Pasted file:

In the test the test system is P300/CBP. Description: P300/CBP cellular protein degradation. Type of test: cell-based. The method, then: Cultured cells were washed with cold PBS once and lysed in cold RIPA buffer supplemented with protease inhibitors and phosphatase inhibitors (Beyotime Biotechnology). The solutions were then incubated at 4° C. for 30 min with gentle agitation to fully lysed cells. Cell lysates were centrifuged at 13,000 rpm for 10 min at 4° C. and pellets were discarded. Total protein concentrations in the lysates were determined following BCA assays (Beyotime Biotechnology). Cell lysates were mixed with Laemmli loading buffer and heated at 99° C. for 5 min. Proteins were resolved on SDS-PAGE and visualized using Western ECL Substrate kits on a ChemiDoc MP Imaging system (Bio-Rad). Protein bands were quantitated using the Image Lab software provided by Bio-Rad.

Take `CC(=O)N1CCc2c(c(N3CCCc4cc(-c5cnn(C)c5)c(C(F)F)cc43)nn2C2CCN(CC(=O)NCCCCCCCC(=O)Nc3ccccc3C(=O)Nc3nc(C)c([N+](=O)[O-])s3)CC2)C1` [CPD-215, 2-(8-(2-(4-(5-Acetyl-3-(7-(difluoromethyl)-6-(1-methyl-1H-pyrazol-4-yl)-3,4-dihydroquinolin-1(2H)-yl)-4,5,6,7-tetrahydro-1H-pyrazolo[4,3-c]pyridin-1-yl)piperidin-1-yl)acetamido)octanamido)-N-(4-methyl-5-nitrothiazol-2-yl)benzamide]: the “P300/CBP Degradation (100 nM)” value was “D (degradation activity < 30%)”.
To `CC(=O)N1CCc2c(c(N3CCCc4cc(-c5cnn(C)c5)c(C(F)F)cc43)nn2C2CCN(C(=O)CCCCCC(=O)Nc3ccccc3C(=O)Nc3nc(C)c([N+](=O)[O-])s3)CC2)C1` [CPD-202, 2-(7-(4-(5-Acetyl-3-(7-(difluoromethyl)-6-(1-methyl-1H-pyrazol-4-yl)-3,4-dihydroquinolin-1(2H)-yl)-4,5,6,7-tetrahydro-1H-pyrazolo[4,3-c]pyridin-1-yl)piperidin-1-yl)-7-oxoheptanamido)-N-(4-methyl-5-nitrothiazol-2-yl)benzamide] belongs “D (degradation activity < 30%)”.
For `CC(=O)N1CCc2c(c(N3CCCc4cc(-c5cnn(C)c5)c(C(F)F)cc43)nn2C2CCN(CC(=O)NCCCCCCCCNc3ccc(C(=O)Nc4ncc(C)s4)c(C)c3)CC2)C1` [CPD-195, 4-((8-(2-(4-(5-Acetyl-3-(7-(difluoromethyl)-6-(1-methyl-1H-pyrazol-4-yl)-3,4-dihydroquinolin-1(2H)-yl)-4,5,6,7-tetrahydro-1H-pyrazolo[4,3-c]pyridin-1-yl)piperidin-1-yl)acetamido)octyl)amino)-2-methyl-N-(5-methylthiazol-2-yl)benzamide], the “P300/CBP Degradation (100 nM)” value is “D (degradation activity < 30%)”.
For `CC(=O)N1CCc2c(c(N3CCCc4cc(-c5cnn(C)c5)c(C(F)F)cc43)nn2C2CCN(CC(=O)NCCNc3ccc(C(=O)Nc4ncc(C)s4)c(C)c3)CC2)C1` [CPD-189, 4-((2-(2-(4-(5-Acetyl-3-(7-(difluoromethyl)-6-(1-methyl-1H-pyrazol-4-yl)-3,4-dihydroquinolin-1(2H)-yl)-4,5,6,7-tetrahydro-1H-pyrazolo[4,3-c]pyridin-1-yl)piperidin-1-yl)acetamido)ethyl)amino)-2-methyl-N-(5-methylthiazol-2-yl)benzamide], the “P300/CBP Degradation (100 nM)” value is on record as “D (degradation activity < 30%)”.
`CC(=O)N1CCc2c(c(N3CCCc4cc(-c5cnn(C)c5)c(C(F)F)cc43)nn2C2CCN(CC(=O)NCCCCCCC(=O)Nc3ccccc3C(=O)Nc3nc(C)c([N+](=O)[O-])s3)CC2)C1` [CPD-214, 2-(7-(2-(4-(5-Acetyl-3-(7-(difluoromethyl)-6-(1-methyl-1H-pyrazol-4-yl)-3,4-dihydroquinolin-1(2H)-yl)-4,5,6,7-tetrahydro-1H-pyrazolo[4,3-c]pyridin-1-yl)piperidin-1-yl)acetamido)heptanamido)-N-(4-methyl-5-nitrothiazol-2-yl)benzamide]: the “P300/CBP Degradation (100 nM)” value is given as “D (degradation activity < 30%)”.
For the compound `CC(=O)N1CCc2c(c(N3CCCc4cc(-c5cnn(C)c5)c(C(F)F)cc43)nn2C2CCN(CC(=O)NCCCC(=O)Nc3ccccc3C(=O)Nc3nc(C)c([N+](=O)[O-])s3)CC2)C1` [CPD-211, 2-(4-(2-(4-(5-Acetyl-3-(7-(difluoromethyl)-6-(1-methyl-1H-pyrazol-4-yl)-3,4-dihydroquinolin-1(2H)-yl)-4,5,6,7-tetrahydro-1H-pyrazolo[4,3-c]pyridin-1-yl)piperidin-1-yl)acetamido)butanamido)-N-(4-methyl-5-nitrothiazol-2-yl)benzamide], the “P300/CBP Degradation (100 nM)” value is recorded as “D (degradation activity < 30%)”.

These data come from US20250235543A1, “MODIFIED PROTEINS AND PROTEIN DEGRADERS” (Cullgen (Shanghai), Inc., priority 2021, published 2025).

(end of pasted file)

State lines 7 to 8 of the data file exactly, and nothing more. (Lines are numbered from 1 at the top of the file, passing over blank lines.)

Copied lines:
For the compound `CC(=O)N1CCc2c(c(N3CCCc4cc(-c5cnn(C)c5)c(C(F)F)cc43)nn2C2CCN(CC(=O)NCCCC(=O)Nc3ccccc3C(=O)Nc3nc(C)c([N+](=O)[O-])s3)CC2)C1` [CPD-211, 2-(4-(2-(4-(5-Acetyl-3-(7-(difluoromethyl)-6-(1-methyl-1H-pyrazol-4-yl)-3,4-dihydroquinolin-1(2H)-yl)-4,5,6,7-tetrahydro-1H-pyrazolo[4,3-c]pyridin-1-yl)piperidin-1-yl)acetamido)butanamido)-N-(4-methyl-5-nitrothiazol-2-yl)benzamide], the “P300/CBP Degradation (100 nM)” value is recorded as “D (degradation activity < 30%)”.

These data come from US20250235543A1, “MODIFIED PROTEINS AND PROTEIN DEGRADERS” (Cullgen (Shanghai), Inc., priority 2021, published 2025).